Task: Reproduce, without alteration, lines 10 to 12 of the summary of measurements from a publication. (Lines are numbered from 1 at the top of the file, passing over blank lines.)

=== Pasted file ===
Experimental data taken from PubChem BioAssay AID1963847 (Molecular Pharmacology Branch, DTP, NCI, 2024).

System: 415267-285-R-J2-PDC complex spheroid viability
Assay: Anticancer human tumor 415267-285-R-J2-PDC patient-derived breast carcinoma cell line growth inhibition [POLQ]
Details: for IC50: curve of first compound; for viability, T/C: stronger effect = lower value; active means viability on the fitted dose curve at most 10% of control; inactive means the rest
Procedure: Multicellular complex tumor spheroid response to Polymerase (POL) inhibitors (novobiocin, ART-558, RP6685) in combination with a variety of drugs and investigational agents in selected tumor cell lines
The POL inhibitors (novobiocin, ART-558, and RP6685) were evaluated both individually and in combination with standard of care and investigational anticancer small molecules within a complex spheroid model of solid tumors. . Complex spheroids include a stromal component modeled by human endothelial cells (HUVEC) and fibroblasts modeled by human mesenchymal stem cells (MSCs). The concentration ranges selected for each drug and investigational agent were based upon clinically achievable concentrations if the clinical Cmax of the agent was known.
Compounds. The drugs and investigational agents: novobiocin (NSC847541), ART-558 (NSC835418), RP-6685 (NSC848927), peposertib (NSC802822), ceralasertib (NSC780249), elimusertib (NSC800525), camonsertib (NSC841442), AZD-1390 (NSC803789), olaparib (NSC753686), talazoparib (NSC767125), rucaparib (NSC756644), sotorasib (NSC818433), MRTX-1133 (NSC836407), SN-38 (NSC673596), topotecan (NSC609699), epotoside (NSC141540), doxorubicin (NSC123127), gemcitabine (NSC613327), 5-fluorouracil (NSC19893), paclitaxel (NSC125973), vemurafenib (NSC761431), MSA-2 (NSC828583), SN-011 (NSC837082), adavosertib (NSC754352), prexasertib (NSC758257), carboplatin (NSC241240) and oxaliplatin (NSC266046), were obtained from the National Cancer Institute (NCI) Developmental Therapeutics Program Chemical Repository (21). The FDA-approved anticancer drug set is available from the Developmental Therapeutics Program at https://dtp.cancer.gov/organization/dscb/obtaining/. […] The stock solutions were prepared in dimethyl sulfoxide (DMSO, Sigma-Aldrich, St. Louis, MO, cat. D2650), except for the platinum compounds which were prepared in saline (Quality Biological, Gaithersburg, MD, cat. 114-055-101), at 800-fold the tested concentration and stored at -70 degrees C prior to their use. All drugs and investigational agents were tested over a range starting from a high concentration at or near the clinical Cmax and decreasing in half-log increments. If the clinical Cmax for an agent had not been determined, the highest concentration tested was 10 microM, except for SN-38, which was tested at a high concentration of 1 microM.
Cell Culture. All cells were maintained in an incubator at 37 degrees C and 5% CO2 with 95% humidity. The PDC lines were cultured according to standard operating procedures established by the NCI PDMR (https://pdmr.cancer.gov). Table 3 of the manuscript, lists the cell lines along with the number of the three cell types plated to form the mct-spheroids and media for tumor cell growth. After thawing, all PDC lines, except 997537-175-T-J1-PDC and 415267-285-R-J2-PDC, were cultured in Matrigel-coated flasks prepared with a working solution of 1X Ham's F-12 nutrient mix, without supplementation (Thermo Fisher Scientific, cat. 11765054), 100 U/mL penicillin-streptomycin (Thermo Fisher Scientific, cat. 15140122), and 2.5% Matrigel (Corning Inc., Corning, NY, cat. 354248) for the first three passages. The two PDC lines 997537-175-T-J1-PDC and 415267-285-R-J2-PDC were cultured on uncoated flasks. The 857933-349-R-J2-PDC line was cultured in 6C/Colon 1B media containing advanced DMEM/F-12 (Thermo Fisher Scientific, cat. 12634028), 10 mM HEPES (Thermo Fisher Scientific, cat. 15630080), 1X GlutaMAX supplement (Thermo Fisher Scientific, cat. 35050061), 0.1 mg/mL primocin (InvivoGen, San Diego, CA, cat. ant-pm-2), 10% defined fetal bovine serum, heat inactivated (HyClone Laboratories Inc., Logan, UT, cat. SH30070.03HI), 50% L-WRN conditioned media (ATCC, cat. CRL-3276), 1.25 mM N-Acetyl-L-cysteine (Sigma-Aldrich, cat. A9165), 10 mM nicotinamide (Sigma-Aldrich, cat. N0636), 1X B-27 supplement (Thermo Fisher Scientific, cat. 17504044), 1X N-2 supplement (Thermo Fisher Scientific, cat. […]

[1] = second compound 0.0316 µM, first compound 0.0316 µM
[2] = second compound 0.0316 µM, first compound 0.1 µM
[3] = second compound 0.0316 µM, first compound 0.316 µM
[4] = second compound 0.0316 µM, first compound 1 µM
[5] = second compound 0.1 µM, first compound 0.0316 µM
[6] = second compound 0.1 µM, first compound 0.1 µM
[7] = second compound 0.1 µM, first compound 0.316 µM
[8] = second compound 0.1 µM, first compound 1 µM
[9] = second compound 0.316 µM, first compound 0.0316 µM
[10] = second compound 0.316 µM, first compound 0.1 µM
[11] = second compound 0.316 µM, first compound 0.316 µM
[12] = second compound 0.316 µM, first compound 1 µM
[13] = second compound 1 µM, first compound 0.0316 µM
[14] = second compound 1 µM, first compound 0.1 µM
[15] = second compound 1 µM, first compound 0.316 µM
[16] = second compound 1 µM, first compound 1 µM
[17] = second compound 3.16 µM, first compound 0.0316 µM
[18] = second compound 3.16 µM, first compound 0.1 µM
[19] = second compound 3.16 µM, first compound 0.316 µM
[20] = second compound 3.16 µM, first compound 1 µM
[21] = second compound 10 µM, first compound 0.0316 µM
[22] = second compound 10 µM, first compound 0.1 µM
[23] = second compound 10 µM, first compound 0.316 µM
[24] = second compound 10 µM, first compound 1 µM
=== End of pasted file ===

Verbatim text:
[2] = second compound 0.0316 µM, first compound 0.1 µM
[3] = second compound 0.0316 µM, first compound 0.316 µM
[4] = second compound 0.0316 µM, first compound 1 µM